A history of self-test results will be maintained in the EEPROM 40. This is beneficial in that a history of failure events can be used to determine the nature of a problem, and the urgency of repair. With a history maintained within the EEPROM 40, an error can be identified as an initial failure or a repetition of previous failures. This data is retrievable by the user of the imaging system, and the user may reset the error record containing the history of tests results.
The level shifters (30, 32) provide the communication path for all logic signals. This includes signals to or from the FPA 22. The simple ability to add or delete the level shifters (30, 32) allows for simple integration with FPAs having varying requirements.
The communication controller 26 receives and stores the timing data and bias adjustment commands. The bias data is supplied via a digital port on the communication controller 26 to a dual digital-to-analog converter (not shown) contained in the bias generator 32. Because FPAs of different manufacturers require a wide range of bias voltages, multiple bias voltages are provided. In addition, the dual D/A converter is used to adjust up to two bias voltages that may require adjustment during normal operation to ensure that the FPA operates within an optimized dynamic range.
The communication controller 26 and digital processor 24 provide the timing data as required for operation of a given FPA. The timing parameters are provided to the communication controller 26 via the RS-232 link 38. The controller 26 evaluates the timing parameters and loads the registers in the digital processor 24 with the appropriate values. Based upon the loaded values, control programmable counters and logic circuits generate the appropriate timing signals for system operation.
The digital processor 24 is configured for FPAs from different manufacturers by programming the EPROM 42 which controls the functions of the digital processor 24. This configuration allows the loading of multiple programs for more than one type of FPA, which is selectable via the serial link 38.
The FPAs have critical requirements for grounding and power conditioning. Based upon these requirements, the input power supply to the FPA is physically and electrically isolated from the rest of the interface module components with the bias generator 32.
The video outputs 46 of the FPA 22 are buffered by a video buffer 34. The buffer 34 is composed of an array of amplifiers and is configurable to accommodate either current or voltage outputs from the FPA. The buffer 34 is intended to provide the gain as required in order to present a standardized output into a 75-ohm load.
As shown in FIG. 2, the video buffer has three basic stages. The first is the capacitance cancellation stage 50, which will be subsequently described in further detail. The second stage is a dc restoration stage 52, and the third stage is a line driving stage 54 which is designed to drive the cable from the interface buffer to the external system.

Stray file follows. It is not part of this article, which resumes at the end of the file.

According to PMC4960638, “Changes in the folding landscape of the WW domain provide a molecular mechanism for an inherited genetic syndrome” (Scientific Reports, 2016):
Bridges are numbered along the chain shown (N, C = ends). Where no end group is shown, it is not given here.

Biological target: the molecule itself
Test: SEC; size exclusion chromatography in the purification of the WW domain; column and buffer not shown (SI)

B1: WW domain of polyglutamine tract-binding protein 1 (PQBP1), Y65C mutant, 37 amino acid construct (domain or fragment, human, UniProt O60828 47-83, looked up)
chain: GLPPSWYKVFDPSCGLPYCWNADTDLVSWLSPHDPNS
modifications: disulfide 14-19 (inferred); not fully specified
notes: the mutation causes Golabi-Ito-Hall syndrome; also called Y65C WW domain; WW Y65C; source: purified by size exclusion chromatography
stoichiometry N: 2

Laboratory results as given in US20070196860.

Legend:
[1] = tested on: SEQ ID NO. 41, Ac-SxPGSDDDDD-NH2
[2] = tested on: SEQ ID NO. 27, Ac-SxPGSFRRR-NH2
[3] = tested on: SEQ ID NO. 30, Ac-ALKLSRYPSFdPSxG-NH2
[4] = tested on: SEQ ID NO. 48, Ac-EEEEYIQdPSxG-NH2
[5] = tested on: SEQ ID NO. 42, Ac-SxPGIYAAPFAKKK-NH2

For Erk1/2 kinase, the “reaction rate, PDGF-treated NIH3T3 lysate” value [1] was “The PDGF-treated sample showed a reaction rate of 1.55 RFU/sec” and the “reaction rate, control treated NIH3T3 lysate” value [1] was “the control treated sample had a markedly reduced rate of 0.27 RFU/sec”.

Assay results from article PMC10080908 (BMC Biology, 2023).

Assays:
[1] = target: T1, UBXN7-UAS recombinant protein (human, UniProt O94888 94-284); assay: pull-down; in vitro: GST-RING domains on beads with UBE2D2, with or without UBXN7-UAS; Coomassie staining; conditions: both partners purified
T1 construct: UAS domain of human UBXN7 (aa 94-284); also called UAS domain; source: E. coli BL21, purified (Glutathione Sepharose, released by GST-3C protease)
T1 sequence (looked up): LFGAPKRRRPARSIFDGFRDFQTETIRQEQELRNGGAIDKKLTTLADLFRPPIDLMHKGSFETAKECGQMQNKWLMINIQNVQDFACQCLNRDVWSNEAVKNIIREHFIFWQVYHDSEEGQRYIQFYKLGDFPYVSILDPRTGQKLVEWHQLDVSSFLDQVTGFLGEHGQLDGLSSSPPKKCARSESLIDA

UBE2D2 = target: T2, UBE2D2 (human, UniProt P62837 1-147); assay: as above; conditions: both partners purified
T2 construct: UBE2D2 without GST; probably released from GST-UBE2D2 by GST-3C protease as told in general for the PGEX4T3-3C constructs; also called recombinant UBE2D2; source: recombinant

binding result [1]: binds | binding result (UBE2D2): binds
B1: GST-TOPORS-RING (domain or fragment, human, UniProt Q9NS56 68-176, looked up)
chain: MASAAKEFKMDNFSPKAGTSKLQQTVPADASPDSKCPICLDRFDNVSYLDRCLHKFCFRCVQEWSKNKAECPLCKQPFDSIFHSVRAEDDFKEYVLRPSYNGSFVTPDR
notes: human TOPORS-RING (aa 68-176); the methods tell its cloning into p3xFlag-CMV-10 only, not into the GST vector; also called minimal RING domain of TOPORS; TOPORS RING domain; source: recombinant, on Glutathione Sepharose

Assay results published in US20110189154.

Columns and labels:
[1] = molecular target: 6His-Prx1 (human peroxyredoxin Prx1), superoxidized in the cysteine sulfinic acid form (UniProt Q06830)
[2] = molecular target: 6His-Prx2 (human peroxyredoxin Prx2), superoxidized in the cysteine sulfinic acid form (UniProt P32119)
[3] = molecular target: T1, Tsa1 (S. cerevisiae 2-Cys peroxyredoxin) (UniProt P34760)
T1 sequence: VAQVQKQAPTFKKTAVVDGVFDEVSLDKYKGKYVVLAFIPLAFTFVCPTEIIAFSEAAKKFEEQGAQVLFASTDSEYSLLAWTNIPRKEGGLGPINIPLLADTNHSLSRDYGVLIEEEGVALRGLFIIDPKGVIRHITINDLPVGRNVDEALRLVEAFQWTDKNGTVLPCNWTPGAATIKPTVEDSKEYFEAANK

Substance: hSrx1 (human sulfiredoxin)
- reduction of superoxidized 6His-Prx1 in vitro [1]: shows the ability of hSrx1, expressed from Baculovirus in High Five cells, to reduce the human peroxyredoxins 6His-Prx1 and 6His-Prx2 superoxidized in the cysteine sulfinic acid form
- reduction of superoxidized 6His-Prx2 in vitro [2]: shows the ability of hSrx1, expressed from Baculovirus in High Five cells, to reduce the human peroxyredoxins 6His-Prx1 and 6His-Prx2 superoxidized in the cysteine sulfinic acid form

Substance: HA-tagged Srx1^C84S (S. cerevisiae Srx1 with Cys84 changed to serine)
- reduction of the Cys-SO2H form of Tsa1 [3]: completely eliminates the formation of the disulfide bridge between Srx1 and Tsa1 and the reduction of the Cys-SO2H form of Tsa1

FIG. 3 presents an example of a dc restoration stage input waveform 150 and the resulting stage output 152 (shown in FIG. 3a), and the corresponding voltage input to the clamp gate 154 (shown in FIG. 3b). As can be seen, varying voltage levels are produced as the FPA multiplexer switches between detectors. In addition, the two waveforms (150,152) have quiescent periods 156 which correspond to intervals in which no detector is switched to the output, but rather, a fixed voltage level is applied by the FPA. This fixed level is generally a mid value and is often referred to as a grey level.
The resulting stage output represents just one of a number of system outputs. Because of variations in detector characteristics, each output may be at a slightly different voltage level. Furthermore, all the levels provided may be different than the level as required by the external system. Therefore, the dc restoration stage is provided to set all levels to the same value and to the value as specified by the external system. The technique employed to accomplish this task utilizes the quiescent periods 156. The dc restoration stage resets the level so that during the quiescent period, the waveform is set to a voltage value that is subsequently provided to the external system. This voltage value is referred to the clamp voltage 158.
FIG. 4 shows the dc restoration stage 148 in further detail. The stage input 160 is coupled to a capacitor 162. A clamp gate 164 turns on the Field Effect Transistor (FET) switch 166 during part of the quiescent periods and charges or discharges the capacitor 162 to the clamp voltage 170. After the quiescent period, the FET switch 166 is turned off. Because the capacitor 162 is tied to a unity-gain operational amplifier 168, which has a very high input impedance, the capacitor 162 cannot charge or discharge. Therefore, the output waveform follows the input waveform, but at a new dc voltage level. In this way, all of the outputs are set to the same dc level when provided to the line driver stage.
FIG. 5 illustrates the line driver stage 180 in further detail. This stage 180 consists of a unity-gain inverting amplifier 182 and provides enough current to drive the coaxial cable 184 (typically a 50-ohm coaxial cable) that connects the FPA buffer to the external system 186. To ensure minimum distortion, the cable 184 must be terminated with the characteristic impedance of the cable. This means that the line driver 180 must be able to provide the full signal voltage (+or -2 volts) into a 100-ohm impedance. Therefore, the stage must provide 20 milli-amps of current in either direction without causing distortion. At the receiving end of the cable 184, the external system 186 provides the terminating resistor 188, and buffers the video signal with a non-inverting amplifier 190 that has a high input impedance so that the total impedance is not significantly reduced below the 50ohm value of the coaxial cable 186.